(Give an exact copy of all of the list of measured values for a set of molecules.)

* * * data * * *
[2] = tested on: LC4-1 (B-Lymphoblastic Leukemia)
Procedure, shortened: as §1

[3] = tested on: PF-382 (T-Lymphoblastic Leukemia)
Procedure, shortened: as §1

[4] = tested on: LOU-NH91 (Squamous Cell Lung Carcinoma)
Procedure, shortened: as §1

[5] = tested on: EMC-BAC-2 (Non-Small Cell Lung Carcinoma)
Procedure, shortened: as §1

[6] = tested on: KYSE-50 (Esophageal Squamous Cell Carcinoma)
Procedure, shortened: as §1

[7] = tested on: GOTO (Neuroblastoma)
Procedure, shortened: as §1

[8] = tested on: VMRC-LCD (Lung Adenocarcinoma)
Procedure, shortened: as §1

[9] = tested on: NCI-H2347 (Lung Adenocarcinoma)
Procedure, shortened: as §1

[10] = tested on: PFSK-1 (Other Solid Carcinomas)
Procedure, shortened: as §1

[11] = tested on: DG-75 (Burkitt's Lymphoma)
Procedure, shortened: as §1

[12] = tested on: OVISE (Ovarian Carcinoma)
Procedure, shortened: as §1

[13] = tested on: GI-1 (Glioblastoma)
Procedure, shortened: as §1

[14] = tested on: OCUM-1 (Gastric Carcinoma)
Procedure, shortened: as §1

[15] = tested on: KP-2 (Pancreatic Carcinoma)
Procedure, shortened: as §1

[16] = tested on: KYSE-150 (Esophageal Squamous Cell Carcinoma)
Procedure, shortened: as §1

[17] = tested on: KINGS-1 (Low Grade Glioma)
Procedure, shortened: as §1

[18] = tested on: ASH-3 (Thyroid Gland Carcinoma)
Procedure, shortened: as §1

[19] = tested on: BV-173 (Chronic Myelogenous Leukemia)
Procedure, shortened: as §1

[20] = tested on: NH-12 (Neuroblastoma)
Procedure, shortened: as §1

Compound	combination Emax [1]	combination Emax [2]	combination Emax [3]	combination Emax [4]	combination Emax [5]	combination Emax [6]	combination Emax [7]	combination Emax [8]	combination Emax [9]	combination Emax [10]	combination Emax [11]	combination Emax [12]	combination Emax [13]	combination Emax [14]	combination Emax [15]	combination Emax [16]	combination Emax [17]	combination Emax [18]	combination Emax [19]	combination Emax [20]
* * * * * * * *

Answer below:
[2] = tested on: LC4-1 (B-Lymphoblastic Leukemia)
Procedure, shortened: as §1

[3] = tested on: PF-382 (T-Lymphoblastic Leukemia)
Procedure, shortened: as §1

[4] = tested on: LOU-NH91 (Squamous Cell Lung Carcinoma)
Procedure, shortened: as §1

[5] = tested on: EMC-BAC-2 (Non-Small Cell Lung Carcinoma)
Procedure, shortened: as §1

[6] = tested on: KYSE-50 (Esophageal Squamous Cell Carcinoma)
Procedure, shortened: as §1

[7] = tested on: GOTO (Neuroblastoma)
Procedure, shortened: as §1

[8] = tested on: VMRC-LCD (Lung Adenocarcinoma)
Procedure, shortened: as §1

[9] = tested on: NCI-H2347 (Lung Adenocarcinoma)
Procedure, shortened: as §1

[10] = tested on: PFSK-1 (Other Solid Carcinomas)
Procedure, shortened: as §1

[11] = tested on: DG-75 (Burkitt's Lymphoma)
Procedure, shortened: as §1

[12] = tested on: OVISE (Ovarian Carcinoma)
Procedure, shortened: as §1

[13] = tested on: GI-1 (Glioblastoma)
Procedure, shortened: as §1

[14] = tested on: OCUM-1 (Gastric Carcinoma)
Procedure, shortened: as §1

[15] = tested on: KP-2 (Pancreatic Carcinoma)
Procedure, shortened: as §1

[16] = tested on: KYSE-150 (Esophageal Squamous Cell Carcinoma)
Procedure, shortened: as §1

[17] = tested on: KINGS-1 (Low Grade Glioma)
Procedure, shortened: as §1

[18] = tested on: ASH-3 (Thyroid Gland Carcinoma)
Procedure, shortened: as §1

[19] = tested on: BV-173 (Chronic Myelogenous Leukemia)
Procedure, shortened: as §1

[20] = tested on: NH-12 (Neuroblastoma)
Procedure, shortened: as §1

Compound	combination Emax [1]	combination Emax [2]	combination Emax [3]	combination Emax [4]	combination Emax [5]	combination Emax [6]	combination Emax [7]	combination Emax [8]	combination Emax [9]	combination Emax [10]	combination Emax [11]	combination Emax [12]	combination Emax [13]	combination Emax [14]	combination Emax [15]	combination Emax [16]	combination Emax [17]	combination Emax [18]	combination Emax [19]	combination Emax [20]